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Third Edition ANDREW S. TANENBAUM ALBERT S. WOODHULL Yan hao (Wilson) Wu [email protected]

University of the Western Cape Computer Science Department

The Process Model (1)

Figure 2-1 (a) Multiprogramming of four programs.

The Process Model (2)

Figure 2-1 (b) Conceptual model of four independent, sequential processes.

The Process Model (3)

Figure 2-1 (c) Only one program is active at any instant.

Process Creation

Principal events that cause processes to be created: 1. System initialization.

2. Execution of a process creation system call by a running process.

3. A user request to create a new process.

4. Initiation of a batch job.

Process Termination

Conditions that cause a process to terminate: 1. Normal exit (voluntary).

2. Error exit (voluntary).

3. Fatal error (involuntary).

4. Killed by another process (involuntary).

Process States (1)

Possible process states: 1. Running (actually using the CPU at that instant).

2. Ready (runnable; temporarily stopped to let another process run).

3. Blocked (unable to run until some external event happens).

Process States (2)

Figure 2-2 A process can be in running, blocked, or ready state. Transitions between these states are as shown.

Process States (3)

Figure 2-3 The lowest layer of a process-structured operating system handles interrupts and scheduling. Above that layer are sequential processes.

Implementation of Processes

Kernel Registers Program counter Program status word Stack pointer Process state Current scheduling priority Maximum scheduling priority Scheduling ticks left Quantum size CPU time used Message queue pointers Pending signal bits Various flag bits Process name Process management Pointer to text segment Pointer to data segment Pointer to bss segment Exit status Signal status Process ID Parent process Process group Children’s CPU time Real UID Effective UID Real GID Effective GID File info for sharing text Bitmaps for signals Various flag bits Process name File management UMASK mask Root directory Working directory File descriptions Real id Effective UID Real GID Effective GID Controlling tty Save area for read/write System call parameters Various flag bits

Figure 2-4. Some of the fields of the MINIX 3 process table. The fields are distributed over the kernel, the process manager, and the file system.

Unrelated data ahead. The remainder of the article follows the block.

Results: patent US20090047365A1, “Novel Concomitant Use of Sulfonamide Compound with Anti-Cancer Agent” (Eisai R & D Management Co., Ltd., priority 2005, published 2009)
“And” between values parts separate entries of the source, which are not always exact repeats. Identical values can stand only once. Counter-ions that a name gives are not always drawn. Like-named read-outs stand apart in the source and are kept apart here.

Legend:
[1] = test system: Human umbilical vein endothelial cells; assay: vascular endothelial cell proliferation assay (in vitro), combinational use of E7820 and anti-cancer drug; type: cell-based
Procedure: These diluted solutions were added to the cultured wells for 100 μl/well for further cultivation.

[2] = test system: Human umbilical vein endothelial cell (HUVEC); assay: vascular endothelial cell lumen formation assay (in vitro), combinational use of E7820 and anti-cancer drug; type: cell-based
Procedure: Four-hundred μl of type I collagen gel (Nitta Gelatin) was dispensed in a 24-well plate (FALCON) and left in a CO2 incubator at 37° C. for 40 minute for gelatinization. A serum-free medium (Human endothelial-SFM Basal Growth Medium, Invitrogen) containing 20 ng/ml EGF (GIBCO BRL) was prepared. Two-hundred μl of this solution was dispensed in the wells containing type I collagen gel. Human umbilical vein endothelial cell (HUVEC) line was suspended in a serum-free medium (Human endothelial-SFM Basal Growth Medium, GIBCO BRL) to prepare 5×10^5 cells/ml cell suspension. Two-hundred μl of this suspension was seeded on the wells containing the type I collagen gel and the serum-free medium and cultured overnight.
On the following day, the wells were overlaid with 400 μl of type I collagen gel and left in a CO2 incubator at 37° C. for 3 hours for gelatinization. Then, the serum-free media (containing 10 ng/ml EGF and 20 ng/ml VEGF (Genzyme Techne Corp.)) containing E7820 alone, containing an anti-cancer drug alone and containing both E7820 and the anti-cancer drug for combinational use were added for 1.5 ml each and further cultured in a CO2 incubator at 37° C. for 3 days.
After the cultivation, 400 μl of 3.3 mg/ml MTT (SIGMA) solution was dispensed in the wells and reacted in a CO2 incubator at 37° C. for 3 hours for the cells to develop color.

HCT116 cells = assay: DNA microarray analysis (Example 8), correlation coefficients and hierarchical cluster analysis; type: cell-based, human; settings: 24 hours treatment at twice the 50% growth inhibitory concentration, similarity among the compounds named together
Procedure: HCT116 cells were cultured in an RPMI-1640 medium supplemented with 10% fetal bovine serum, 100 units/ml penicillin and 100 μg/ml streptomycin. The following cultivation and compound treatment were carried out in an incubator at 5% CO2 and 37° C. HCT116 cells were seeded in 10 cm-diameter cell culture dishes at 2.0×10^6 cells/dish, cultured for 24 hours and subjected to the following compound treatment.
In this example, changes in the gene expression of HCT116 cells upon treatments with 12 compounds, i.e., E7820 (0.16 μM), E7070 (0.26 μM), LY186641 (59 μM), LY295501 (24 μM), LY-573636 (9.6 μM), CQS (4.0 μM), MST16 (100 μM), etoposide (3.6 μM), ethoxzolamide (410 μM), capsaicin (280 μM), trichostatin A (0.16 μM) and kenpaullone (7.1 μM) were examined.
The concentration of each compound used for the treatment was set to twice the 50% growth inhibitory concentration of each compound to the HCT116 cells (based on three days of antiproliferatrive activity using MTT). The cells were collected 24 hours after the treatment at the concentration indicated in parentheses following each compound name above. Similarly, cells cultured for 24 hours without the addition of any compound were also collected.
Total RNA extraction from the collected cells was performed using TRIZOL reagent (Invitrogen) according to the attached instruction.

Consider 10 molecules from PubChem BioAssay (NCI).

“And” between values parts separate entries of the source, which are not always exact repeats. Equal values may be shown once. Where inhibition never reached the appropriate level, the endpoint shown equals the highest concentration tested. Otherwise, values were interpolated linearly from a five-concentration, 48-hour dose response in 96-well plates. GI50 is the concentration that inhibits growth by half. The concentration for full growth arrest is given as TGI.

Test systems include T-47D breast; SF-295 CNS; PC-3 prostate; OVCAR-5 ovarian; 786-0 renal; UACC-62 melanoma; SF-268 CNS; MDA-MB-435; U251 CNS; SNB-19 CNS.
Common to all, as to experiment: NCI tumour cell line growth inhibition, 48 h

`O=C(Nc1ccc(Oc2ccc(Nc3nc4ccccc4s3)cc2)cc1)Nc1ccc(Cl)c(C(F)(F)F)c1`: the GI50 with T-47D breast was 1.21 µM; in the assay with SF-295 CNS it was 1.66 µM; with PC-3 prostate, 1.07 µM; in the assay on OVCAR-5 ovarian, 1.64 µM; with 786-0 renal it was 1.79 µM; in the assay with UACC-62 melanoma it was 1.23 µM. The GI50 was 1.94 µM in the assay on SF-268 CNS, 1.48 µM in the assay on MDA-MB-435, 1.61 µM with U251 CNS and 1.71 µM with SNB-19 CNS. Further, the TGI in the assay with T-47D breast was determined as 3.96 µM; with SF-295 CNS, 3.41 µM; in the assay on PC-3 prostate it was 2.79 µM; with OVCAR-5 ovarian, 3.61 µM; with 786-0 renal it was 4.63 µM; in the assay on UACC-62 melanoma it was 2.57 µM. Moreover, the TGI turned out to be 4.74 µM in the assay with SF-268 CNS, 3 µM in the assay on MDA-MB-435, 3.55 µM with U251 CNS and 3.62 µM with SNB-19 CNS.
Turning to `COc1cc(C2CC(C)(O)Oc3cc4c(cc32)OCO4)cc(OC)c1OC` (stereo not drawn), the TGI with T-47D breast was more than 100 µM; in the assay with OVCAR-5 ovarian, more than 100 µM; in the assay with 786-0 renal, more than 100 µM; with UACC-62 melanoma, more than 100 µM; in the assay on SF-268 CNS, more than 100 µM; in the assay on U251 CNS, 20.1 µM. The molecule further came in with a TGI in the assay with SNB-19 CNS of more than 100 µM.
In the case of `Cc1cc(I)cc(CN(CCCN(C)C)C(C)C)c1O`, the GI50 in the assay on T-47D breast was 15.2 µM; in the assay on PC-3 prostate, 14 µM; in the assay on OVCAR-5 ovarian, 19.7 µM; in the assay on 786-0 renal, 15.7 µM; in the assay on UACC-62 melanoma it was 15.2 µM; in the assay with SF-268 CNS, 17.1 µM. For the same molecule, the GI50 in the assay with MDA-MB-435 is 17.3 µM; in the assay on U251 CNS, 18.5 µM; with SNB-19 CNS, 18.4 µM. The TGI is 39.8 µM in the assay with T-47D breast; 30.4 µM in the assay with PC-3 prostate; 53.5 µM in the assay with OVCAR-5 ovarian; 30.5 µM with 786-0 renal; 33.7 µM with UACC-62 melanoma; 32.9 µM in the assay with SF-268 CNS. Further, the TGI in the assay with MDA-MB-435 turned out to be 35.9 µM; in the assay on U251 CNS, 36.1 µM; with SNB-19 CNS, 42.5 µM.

Figure 2-5 Skeleton of what the lowest level of the operating system does when an interrupt occurs.

Threads vs. Processes

Creation of a new process using fork is expensive (time & memory).

A thread (sometimes called a lightweight process ) does not require lots of memory or startup time.

Thread (1)

Figure 2-6 (a) Three processes each with one thread.

Threads (2)

Figure 2-7.

The first column lists some items shared by all threads in a process. The second one lists some items private to each thread.

Threads (3)

Figure 2-6 (b) One process with three threads.

Race Conditions


: Where two or more processes are reading or writing some shared data and the final result depends on who runs precisely when, are called race condition Figure 2-8 Two processes want to access shared memory at the same time.


Sharing global variables is dangerous – two threads may attempt to modify the same variable at the same time.

Just because you don't see a problem when running your code doesn't mean it can't and won't happen!!!!

Critical Sections

Necessary to avoid race conditions: No process running outside its critical region may block other processes. (not busy then in) No two processes may be simultaneously inside their critical regions. (busy then wait) No process should have to wait forever to enter its critical region. (wait only limited time) No assumptions may be made about speeds or the number of CPUs. (give up CPU while waiting)

Mutual Exclusion with Busy Waiting

Figure 2-9 Mutual exclusion using critical regions.

Strict Alternation

Figure 2-10. A proposed solution to the critical region problem. (a) Process 0. (b) Process 1. In both cases, be sure to note the semicolons terminating the while statements.

Peterson’s Solution (1)

Figure 2-11 Peterson’s solution for achieving mutual exclusion.

Peterson’s Solution (2)

Figure 2-11 Peterson’s solution for achieving mutual exclusion.

The TSL Instruction

Figure 2-12. Entering and leaving a critical region using the TSL instruction.